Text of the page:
In this episode of Occupied Thoughts, FMEP’s Lara Friedman and MEI’s Khaled Elgindy speak to Danny Seidemann (founder/director of Terrestrial Jerusalem) and Yehuda Shaul (founder of Breaking the Silence) — two of Israel’s foremost experts on the Israeli policies that uphold and expand occupation and dispossession of Palestinians, both of whom are currently visiting Washington, DC — about the new Israeli government and its idea of “shrinking” the conflict, about ongoing and new developments on the ground in the West Bank and East Jerusalem, and about the opportunities and challenges facing the Biden Administration.
Danny Seidemann is a practicing attorney in Jerusalem who specializes in legal and public issues in East Jerusalem. He is the founder and director of Terrestrial Jerusalem, an Israeli nonprofit that works to identify and track developments in Jerusalem that could impact the political process or permanent status options, destabilize the city, spark violence, or create humanitarian crises. You can follow his work at t-j.org.il, and you can follow him on Twitter at @DanielSeidemann
Yehuda Shaul was born and raised in Jerusalem in an ultra-Orthodox family and graduated from a yeshiva high school in an Israeli settlement in the West Bank. He served in the IDF as a commander and deputy company sergeant in the 50th battalion of the Nahal Brigade from 2001 to 2004, in the West Bank towns of Bethlehem and Hebron. Yehuda founded Breaking the Silence in 2004 with a group of fellow veterans. You can follow him at @YehudaShaul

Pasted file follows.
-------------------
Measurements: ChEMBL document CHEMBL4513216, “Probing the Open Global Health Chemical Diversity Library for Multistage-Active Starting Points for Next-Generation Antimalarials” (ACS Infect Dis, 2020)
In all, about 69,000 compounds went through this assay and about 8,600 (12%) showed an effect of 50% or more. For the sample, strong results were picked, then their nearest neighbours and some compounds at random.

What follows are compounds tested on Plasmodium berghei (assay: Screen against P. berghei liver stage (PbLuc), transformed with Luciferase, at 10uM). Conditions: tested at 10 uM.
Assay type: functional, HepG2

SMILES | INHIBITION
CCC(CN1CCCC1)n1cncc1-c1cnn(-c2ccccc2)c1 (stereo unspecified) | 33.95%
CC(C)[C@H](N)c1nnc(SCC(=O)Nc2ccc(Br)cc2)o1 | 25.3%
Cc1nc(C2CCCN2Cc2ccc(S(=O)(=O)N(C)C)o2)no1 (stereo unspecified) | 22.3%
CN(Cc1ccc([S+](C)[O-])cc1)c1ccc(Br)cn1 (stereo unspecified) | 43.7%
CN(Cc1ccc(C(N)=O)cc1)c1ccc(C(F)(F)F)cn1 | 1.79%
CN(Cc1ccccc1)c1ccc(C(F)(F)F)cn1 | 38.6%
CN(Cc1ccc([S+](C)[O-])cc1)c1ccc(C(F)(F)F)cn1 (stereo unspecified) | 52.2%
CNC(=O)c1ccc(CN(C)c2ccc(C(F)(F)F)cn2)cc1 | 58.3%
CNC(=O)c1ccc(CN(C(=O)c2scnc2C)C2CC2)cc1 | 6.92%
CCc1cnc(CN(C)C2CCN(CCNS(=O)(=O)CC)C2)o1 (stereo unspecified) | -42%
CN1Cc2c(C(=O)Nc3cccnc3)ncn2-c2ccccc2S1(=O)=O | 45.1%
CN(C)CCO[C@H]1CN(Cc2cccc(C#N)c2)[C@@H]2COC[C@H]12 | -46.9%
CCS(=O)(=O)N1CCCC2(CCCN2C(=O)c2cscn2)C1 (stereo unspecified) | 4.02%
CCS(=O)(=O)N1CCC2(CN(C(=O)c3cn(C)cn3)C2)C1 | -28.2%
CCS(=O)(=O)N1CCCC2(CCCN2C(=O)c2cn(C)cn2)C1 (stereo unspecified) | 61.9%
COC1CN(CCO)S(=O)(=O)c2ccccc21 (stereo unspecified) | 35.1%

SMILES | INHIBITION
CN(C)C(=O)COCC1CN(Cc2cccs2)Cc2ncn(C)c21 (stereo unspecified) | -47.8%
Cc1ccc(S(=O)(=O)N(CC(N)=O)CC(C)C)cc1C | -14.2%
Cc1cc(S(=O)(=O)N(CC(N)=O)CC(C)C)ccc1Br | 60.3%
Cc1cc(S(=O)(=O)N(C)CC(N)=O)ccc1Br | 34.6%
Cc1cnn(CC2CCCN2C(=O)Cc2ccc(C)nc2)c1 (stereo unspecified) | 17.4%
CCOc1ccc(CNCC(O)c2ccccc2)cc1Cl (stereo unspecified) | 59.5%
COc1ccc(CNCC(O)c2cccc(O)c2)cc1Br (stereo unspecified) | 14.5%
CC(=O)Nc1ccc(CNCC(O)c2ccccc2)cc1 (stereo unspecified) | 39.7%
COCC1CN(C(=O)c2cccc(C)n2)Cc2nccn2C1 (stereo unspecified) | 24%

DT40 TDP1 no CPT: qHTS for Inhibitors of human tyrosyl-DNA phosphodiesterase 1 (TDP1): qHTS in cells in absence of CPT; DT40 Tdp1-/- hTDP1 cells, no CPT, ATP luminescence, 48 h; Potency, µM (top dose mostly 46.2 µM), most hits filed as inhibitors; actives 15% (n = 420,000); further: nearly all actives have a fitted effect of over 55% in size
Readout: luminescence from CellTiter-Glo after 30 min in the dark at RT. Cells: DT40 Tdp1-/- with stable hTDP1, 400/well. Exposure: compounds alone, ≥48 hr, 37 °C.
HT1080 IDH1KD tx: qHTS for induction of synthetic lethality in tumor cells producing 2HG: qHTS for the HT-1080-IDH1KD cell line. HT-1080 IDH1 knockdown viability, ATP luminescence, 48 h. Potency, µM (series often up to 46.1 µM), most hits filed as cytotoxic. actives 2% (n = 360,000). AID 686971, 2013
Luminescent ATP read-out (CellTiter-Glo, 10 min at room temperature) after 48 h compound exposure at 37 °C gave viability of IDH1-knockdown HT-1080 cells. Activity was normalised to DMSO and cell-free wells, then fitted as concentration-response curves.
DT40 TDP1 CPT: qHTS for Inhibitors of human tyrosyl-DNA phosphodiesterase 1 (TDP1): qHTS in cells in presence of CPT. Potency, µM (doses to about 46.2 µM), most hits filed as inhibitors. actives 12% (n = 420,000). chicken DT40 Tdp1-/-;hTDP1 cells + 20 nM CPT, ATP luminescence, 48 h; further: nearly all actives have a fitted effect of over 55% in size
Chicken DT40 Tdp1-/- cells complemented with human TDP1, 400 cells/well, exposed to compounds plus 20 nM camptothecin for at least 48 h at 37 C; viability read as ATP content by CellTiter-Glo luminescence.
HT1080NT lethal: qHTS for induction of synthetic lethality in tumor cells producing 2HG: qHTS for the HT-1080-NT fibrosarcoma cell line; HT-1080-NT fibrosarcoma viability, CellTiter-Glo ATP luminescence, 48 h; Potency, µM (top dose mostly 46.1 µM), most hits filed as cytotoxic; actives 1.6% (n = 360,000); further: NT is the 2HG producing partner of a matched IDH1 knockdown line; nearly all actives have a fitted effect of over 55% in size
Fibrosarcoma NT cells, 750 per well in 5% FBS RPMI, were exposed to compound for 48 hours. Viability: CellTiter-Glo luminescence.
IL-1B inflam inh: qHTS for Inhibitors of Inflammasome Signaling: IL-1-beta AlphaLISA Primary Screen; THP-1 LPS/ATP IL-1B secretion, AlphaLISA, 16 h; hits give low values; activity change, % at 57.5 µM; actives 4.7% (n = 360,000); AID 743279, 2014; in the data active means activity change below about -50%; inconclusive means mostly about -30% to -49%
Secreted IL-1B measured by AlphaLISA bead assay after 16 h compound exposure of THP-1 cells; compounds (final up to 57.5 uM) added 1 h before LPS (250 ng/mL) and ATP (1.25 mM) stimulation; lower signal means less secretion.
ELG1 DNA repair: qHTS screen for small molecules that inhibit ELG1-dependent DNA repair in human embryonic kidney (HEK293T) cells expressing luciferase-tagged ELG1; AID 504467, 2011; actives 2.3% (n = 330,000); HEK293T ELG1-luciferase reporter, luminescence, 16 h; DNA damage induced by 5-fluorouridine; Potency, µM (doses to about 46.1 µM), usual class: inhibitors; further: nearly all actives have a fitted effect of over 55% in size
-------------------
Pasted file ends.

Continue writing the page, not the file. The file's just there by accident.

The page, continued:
Khaled Elgindy is a senior fellow at the Middle East Institute where he also directs MEI’s Program on Palestine and Israeli-Palestinian Affairs. He is the author of the newly-released book, Blind Spot: America and the Palestinians, from Balfour to Trump, published by Brookings Institution Press in April 2019. Elgindy previously served as a fellow in the Foreign Policy program at the Brookings Institution from 2010 through 2018. Prior to arriving at Brookings, he served as an adviser to the Palestinian leadership in Ramallah on permanent status negotiations with Israel from 2004 to 2009, and was a key participant in the Annapolis negotiations of 2007-08. Elgindy is also an adjunct instructor in Arab Studies at Georgetown University.
Lara Friedman is the President of the Foundation for Middle East Peace (FMEP). With more than 25 years working in the Middle East foreign policy arena, Lara is a leading authority on U.S. foreign policy in the Middle East, with particular expertise on the Israeli-Arab conflict, Israeli settlements, Jerusalem, and the role of the U.S. Congress. She is published widely in the U.S. and international press and is regularly consulted by members of Congress and their staffs, by Washington-based diplomats, by policy-makers in capitals around the world, and by journalists in the U.S. and abroad. In addition to her work at FMEP, Lara is a Contributing Writer at Jewish Currents and a non-resident fellow at the U.S./Middle East Project (USMEP). Prior to joining FMEP, Lara was the Director of Policy and Government Relations at Americans for Peace Now, and before that she was a U.S. Foreign Service Officer, serving in Jerusalem, Washington, Tunis and Beirut. She holds a B.A. from the University of Arizona and a Master’s degree from Georgetown’s School of Foreign Service; in addition to English, Lara speaks French, Arabic, Spanish, (weak) Italian, and muddles through in Hebrew.